HealthDay News – Serotonin or 5-hydroxytryptamine (5-HT) plays a direct immunoregulatory role in the development of autoimmune arthritis, according to an experimental study published online March 8 in The American Journal of Pathology.
Yasmine Chabbi-Achengli, from the INSERM Unité Mixte de Recherche 1132 in Paris, and colleagues examined 5-HT involvement during collagen-induced arthritis in wild-type and Tph1−/− mice that are genetically bred to have a deficiency in tryptophan hydroxylase-1, the enzyme responsible for peripheral 5-HT production.
The researchers found that induction of arthritis triggered a robust increase in 5-HT content in the paws and less inflammation than compared to wild-type mice. There was a marked increase observed in the clinical and pathologic arthritis scores in Tph1−/− mice with arthritis.
The number and activity of osteoclasts were higher in 5-HT-deficient mice with induced arthritis as compared to wildtype mice. In addition, more bone resorption was detected both at the affected joints and at remote sites.
Specifically, there was a significant increase in osteoclast differentiation and bone resorption with an increase in interleukin (IL)-17 noted in the paws and in the Th17 lymphocytes of the draining lymph nodes in Tph1−/− mice; in contrast, T-regulatory cells were dampened. In Tph1−/− mice, ex vivo 5-HT and agonists of the 5-HT2A and 5-HT2B receptors restored IL-17 secretion from splenocytes and Th17 cell differentiation.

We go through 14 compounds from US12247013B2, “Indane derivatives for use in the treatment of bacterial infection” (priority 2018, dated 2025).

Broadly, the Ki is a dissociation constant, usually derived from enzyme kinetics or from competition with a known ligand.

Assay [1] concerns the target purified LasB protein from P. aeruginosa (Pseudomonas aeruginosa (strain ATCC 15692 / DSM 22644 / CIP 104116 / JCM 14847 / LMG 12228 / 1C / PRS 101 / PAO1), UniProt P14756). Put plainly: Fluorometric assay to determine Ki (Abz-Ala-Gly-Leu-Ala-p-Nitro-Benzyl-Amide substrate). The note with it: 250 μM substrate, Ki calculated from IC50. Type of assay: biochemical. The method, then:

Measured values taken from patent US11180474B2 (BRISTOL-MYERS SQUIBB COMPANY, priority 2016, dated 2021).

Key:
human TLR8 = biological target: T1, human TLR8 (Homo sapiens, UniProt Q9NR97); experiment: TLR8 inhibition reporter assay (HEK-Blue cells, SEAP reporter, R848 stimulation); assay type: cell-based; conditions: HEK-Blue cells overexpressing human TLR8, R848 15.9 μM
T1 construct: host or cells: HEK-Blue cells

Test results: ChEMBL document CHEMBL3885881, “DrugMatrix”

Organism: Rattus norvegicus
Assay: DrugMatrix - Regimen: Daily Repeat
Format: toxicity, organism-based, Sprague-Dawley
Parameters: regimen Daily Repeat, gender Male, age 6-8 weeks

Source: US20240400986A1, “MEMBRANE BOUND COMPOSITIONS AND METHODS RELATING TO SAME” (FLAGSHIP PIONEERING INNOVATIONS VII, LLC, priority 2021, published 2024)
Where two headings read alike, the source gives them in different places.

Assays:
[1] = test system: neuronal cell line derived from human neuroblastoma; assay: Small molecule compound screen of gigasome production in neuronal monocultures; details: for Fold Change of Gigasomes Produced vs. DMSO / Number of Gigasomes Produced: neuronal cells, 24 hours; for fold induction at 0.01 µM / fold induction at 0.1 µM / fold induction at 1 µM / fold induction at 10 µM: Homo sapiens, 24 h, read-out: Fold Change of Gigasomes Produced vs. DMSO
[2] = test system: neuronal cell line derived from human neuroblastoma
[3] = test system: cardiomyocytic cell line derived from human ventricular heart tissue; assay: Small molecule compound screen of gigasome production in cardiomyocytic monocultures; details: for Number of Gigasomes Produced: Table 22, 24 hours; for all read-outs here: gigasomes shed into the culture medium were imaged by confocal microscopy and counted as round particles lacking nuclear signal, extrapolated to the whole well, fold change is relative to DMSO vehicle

Disruption in the balance between Th17 and Treg cells could be normalized by adding 5-HT or 5-HT receptor agonists in cell culture.
“These findings indicate that 5-HT plays a fundamental role in arthritis through the regulation of the Th17/ T-regulatory cell balance and osteoclastogenesis,” the authors write.
Summary and Clinical Applicability
This research found that in an experimental animal model 5-HT was involved in regulating the balance of helper T-cells resulting in modulation of osteoclastogenesis. Although 5-HT is primarily known for its regulatory role in the central nervous system, this study found that mice with genetic inability to produce 5-HT in peripheral tissues had an increase in number and function of osteoclasts. This indicates that 5-HT regulation may be disrupted in autoimmune arthritis leading to increased levels of bone resorption resulting from unbalanced osteoclastogenesis.
“5-HT deficient mice are characterized by a relative, dampened expansion of [regulatory T-cells] associated with an enhanced shift toward a Th17 phenotype, a situation previously described in patients with arthritis,” the authors of this study noted.
If further validated, this study highlights the possibility of future RA treatments directed towards 5-HT or 5-HT receptors in regulating the inflammatory immune response.
Chabbi-achengli Y, Coman T, Collet C, et al. Serotonin Is Involved in Autoimmune Arthritis through Th17 Immunity and Bone Resorption. Am J Pathol. 2016;